The Denver Health Paramedic Division has created several special operational teams to respond to unusual situations and demands on the EMS system. These special operational concentrations compliment the day-to-day operation of the Division, and extend our capability to respond to unusual challenges.
Because of its scenic mountain views, temperate climate, and central location, Denver is a premier destination for national—and international—conferences and events. From such historic events as the 1993 visit of Pope John Paul II, the 1997 G-8 summit, and the 2008 Democratic National Convention, to such routine events as Colorado Rockies home-games and Denver’s annual New Year’s Eve celebration; the Denver Paramedic Division is the region’s leader in planning for and responding to these unique challenges. All field personnel in the Paramedic Division receive special training in responding to Biological, Nuclear, Incendiary, Chemical, and Explosive (BNICE) emergencies. This training is conducted through the Rocky Mountain Center for Medical Response to Terrorism, Mass Casualties and Epidemics, located at Denver Health.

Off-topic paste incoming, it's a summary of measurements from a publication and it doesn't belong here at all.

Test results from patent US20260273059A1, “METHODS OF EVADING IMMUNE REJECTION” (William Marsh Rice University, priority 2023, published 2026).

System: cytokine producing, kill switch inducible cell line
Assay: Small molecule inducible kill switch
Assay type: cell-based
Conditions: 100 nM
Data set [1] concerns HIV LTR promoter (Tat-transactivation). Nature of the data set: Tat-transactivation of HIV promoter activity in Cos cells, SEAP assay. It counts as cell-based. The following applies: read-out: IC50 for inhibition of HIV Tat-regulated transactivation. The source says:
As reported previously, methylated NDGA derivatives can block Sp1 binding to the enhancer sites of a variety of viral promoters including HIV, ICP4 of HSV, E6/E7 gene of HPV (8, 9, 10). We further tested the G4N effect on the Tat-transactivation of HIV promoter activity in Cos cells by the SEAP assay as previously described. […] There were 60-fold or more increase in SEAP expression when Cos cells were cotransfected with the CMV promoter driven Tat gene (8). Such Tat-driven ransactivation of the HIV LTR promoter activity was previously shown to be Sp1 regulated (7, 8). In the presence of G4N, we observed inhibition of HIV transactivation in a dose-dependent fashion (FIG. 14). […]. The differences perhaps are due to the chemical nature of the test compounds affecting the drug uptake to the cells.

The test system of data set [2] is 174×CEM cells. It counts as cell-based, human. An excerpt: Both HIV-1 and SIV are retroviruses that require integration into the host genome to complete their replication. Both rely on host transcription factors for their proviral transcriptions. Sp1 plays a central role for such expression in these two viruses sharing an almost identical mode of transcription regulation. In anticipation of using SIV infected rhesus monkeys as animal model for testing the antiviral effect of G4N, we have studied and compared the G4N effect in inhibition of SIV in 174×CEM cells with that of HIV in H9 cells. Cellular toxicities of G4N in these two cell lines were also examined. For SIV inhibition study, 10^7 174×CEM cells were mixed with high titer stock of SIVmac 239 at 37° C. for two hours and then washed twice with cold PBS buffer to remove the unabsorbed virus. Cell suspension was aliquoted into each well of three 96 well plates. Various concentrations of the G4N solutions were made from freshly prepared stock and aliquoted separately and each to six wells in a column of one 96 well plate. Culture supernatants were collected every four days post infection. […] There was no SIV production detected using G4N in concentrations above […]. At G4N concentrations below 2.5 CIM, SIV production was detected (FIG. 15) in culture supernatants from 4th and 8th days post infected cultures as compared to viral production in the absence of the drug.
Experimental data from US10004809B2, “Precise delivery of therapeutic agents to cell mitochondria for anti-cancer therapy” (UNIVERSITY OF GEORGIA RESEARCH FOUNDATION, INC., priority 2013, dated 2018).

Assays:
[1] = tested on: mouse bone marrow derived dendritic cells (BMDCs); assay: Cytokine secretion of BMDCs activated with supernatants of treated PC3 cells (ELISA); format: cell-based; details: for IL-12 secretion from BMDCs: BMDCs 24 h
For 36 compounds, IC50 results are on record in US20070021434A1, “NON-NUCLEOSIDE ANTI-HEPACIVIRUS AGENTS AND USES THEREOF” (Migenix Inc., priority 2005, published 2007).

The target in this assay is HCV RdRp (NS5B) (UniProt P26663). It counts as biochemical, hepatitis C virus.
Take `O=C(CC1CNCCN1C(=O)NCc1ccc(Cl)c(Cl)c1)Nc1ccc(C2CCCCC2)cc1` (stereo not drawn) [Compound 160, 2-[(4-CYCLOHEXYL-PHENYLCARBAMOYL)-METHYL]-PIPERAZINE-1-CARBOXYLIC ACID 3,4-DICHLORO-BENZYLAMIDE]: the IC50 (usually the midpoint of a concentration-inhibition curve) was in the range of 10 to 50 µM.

Denver’s ATMU was conceived ahead of the 1991 Denver Grand Prix. Because of the configuration of the track, a large and densely populated area of downtown Denver would be inaccessible to ambulances during the race. In order to provide medical response to this area, paramedics aboard specially outfitted bicycles were deployed. The team's success was immediate. A 911 call for chest pain was initiated from a high-rise inside the perimeter. The ATMU was dispatched, and arrived at the building in 1-2 minutes. The team was able to quickly initiate advanced care for the patient, who was found to be having a heart attack. The patient was then transported over a bridge by golf cart to a waiting ambulance outside the perimeter. Since then, the ATMU has expanded its role and capabilities. It is now deployed on an almost daily basis, anytime there are events that draw significant crowds. Each paramedic working with the ATMU is capable of working independently, and is equipped with an AED, oxygen, and a full complement of ALS supplies.